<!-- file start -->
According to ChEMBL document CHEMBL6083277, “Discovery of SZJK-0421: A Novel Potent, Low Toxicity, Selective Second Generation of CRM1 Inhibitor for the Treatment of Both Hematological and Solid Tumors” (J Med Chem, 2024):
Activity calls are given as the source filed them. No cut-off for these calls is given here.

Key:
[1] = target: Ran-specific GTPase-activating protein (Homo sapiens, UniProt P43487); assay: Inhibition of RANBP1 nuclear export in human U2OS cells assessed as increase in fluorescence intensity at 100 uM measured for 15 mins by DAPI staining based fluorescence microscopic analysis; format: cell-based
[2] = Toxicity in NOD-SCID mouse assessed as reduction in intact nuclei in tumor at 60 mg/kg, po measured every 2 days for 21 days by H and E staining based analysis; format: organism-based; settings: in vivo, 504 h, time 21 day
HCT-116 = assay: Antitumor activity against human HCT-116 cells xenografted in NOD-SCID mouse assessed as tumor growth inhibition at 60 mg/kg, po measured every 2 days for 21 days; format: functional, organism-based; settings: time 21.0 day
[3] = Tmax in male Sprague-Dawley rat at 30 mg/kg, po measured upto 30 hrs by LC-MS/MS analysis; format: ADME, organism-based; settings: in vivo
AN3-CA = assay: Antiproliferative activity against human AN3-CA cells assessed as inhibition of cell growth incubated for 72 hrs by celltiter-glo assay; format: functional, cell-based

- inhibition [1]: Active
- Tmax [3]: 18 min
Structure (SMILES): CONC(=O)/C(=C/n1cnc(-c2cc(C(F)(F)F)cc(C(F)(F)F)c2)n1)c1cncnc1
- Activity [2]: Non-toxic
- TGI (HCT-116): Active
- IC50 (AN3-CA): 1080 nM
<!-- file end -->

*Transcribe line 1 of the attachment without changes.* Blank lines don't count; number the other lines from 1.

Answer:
According to ChEMBL document CHEMBL6083277, “Discovery of SZJK-0421: A Novel Potent, Low Toxicity, Selective Second Generation of CRM1 Inhibitor for the Treatment of Both Hematological and Solid Tumors” (J Med Chem, 2024):